First Image Of An Exoplanet From JWST Shows A Very Strange World

The unusual world is among the first targets studied by the new space observatory.

Astronomers have released the first image of an exoplanet captured by JWST, and it shows a strange new world. The groundbreaking telescope is said to have outperformed expectations by a factor of ten. It has already been demonstrated that it can study the atmospheres of exoplanets as they pass in front of their stars, and now it has been proved that it can directly image exoplanets.

The world in question

is known as HIP 65426b, and it is incredibly mysterious. Previous claims said it shouldn’t exist because it doesn’t fit our models of exoplanets (planets outside the Solar System), so observations of it are essential in helping astronomers develop better ones.

Firstly, it orbits a very young star with a mass twice that of our Sun and a very fast spin on its axis. In comparison to our Sun’s 28 days, a full rotation takes just over three hours. That’s 150 times faster. Furthermore, despite being a star between 15 and 20 million years old, it lacks a disk from which planets can form. And that’s only the beginning of the mystery.

Image Of An Exoplanet
Yes, that blob of light is an exoplanet. The small white star in each image marks the location of the host star HIP 65426, whose light has been blocked so we can see it. Image credit: Credit: NASA/ESA/CSA, A Carter (UCSC), the ERS 1386 team, and A. Pagan (STScI)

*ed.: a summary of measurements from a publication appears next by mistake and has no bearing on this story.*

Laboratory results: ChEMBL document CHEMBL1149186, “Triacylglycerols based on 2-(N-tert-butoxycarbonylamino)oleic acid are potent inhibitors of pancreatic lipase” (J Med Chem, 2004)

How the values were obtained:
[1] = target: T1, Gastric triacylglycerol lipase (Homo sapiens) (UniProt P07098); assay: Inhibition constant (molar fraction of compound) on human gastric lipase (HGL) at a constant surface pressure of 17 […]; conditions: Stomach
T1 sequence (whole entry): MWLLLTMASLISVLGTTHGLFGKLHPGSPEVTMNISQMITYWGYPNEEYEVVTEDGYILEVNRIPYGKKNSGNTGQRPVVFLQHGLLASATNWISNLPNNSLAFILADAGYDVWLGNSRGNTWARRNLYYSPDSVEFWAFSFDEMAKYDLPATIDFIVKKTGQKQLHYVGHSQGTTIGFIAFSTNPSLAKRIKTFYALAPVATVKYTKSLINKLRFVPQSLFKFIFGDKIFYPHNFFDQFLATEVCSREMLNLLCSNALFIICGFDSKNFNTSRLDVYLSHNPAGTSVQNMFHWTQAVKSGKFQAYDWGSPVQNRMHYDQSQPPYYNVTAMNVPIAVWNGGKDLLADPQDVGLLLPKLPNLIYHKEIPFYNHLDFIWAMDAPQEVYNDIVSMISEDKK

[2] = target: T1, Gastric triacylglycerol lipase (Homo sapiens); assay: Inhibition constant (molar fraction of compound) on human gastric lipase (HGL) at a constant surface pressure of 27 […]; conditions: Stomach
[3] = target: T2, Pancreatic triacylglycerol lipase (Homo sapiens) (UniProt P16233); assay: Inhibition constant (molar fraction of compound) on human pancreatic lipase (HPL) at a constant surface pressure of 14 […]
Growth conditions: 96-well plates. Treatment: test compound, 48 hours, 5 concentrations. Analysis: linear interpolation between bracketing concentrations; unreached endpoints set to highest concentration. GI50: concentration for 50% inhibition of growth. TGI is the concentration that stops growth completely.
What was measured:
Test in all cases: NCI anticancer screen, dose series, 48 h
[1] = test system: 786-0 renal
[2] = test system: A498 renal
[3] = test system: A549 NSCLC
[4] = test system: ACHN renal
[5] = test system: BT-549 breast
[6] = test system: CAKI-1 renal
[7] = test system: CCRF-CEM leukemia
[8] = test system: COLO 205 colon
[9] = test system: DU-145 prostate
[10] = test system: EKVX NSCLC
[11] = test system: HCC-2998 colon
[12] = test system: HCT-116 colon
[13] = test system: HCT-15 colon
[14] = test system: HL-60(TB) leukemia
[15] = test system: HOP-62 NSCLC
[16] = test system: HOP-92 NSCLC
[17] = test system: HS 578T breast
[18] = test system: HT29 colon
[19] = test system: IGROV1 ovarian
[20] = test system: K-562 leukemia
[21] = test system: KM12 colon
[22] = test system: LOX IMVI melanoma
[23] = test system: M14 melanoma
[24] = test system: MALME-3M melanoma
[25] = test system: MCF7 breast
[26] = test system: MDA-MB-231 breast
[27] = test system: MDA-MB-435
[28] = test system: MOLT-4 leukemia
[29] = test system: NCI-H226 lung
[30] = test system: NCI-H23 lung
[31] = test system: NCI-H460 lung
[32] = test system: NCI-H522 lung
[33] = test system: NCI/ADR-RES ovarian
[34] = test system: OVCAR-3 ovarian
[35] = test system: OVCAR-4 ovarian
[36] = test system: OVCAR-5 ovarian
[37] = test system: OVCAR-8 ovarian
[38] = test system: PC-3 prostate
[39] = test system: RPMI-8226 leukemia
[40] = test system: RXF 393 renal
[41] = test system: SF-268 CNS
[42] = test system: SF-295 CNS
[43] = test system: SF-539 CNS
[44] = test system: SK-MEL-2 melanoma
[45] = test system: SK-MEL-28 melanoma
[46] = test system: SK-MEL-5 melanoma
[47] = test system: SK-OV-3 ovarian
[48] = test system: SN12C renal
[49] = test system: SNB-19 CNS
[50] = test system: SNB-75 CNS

HIP 65426b

is about 92 AU (astronomical unit) from its star, with 1 AU (astronomical unit) being the Earth-Sun distance. That’s three times as far as Neptune is.  And yet the planet, which is now estimated to weigh approximately seven times that of Jupiter, is hot, with a temperature of approximately 1,000°C (1,800°F).

According to one theory, the planet formed with siblings closer to the star, quickly causing the disk to disappear, and then it ended up here due to a gravitational tug-of-war with the siblings. In an alternate scenario, the star and the planet form together, with the star hoarding the majority of the material, preventing the planet from growing any larger and becoming a brown dwarf or a star.

A paper on JWST’s first-ever image of an exoplanet

has been submitted to the AAS journal and is now available to read on the online repository ArXiv. In infrared, the wavelength that JWST uses, the planet is between 1,000 (near infrared) to 100 (mid-infrared) times fainter than its star. It’s amazing that the telescope can see it so clearly.

While this study does not provide a clear answer about the origin of this strange world, it does demonstrate how useful JWST will be for studying exoplanets. The team believes that if the right star is found, a planet smaller than Saturn with a similar orbit should be visible to the space telescope.

Don’t worry if you don’t think HIP 65426b is a good name for such an unusual planet. As we write, the International Astronomical Union is seeking public submissions for new names for this and many other worlds.


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